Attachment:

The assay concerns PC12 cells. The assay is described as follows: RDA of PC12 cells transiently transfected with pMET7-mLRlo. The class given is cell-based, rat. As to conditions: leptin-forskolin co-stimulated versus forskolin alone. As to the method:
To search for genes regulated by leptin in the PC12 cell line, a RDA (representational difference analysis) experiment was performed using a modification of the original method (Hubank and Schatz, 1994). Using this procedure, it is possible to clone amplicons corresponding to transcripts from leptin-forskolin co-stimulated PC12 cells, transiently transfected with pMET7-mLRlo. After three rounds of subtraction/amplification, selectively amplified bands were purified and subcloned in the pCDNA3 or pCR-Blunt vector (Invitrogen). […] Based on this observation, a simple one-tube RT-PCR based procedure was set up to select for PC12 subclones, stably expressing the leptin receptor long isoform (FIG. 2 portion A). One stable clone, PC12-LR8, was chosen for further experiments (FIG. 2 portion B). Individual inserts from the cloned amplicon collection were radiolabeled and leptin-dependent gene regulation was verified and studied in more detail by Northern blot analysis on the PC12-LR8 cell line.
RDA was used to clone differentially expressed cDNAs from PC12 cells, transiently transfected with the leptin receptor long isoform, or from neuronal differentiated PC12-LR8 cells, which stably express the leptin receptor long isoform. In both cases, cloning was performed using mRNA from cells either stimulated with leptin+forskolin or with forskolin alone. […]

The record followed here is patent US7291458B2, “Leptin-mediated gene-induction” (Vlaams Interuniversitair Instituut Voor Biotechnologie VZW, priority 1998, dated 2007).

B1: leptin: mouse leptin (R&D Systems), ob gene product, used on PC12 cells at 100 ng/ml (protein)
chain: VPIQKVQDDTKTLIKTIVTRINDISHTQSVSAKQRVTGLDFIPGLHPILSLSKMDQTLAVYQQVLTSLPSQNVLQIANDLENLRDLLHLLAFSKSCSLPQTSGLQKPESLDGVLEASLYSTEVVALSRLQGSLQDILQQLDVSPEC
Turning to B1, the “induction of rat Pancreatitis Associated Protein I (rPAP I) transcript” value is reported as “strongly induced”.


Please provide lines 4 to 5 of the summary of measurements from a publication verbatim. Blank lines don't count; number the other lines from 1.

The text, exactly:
The record followed here is patent US7291458B2, “Leptin-mediated gene-induction” (Vlaams Interuniversitair Instituut Voor Biotechnologie VZW, priority 1998, dated 2007).

B1: leptin: mouse leptin (R&D Systems), ob gene product, used on PC12 cells at 100 ng/ml (protein)